Makko Ho or yoga? Traditionally, Spring yoga involves twists for the Liver and lateral bends for the Gall Bladder. Depending on how they are taught, they can feel like an endurance test – specially designed to try your patience! Patience (or lack thereof) is, of course, strongly associated with the green woody season. MASUNAGA’S MAKKO HO, by contrast, are very gentle and work with your awareness and sensitivity in order to open & tonify the meridians – as distinct from stretch & strengthen –and facilitate the movement of KI. Exploration of these exercises is all about unforced breathing, relaxation and focusing on how you feel & how things might be changing (physically, mentally, emotionally) as you explore.
Start sitting upright with the legs astride & feet pointing up – the legs should be active but not rigid*. Bring your arms up above your head with palms facing (either apart or with hands linked). Remember to softly inhale before you move and exhale with the movement. This will help you to avoid forcing.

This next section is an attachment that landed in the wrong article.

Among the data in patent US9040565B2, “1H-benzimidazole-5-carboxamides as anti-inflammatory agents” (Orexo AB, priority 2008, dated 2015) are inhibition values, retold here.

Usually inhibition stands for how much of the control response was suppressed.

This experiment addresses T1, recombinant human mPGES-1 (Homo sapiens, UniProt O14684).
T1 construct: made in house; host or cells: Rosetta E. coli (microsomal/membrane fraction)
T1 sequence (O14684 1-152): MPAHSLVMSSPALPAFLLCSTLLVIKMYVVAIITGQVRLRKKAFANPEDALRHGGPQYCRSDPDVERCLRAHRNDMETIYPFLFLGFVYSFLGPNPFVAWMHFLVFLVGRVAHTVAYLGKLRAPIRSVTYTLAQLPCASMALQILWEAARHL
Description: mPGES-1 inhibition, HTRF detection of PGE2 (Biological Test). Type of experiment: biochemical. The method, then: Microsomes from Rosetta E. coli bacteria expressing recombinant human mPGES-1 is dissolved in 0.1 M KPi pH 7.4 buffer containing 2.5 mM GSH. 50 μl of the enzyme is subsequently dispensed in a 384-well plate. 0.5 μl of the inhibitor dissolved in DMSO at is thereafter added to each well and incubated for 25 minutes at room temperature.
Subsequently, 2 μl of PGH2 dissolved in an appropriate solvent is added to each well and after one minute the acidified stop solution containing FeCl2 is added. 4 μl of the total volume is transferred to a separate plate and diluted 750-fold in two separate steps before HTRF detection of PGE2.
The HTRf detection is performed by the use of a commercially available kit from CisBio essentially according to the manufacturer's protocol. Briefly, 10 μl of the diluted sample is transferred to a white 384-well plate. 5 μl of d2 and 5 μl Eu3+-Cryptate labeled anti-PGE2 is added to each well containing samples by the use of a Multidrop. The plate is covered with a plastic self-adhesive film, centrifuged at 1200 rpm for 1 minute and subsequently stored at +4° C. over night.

For the GALL BLADDER, reach up & out (laterally) over one of the outstretched legs – keeping both buttocks on the floor. Hold the position as you inhale then use the exhalation to settle further into it – do this three (3) times. Inhale slowly back to upright to repeat on the other side.
Before you repeat the whole exercise (X3) consider the experience you’ve just had. If you felt good, take more time as you as you repeat and really relax into it. If you felt not so good, breathe & move more quickly – still without straining – through the repetitions and allow the stuck KI to release and flow.
For the LIVER, bring your arms down parallel with the floor with the palms facing away from you to rotate the shoulder joint and stimulate your ring fingers. On exhalation, moving from the hips, tilt your upper body forward. Try to keep your spine/neck aligned & long and your buttocks on the floor as you move through the breathing, relaxing, consideration & repetition sequence.
[* For a less intense GB experience, try (1) folding one arm across your abdomen to give a bit of support &/or (2) bending one leg, foot to groin, to ease your outreach over the other leg.]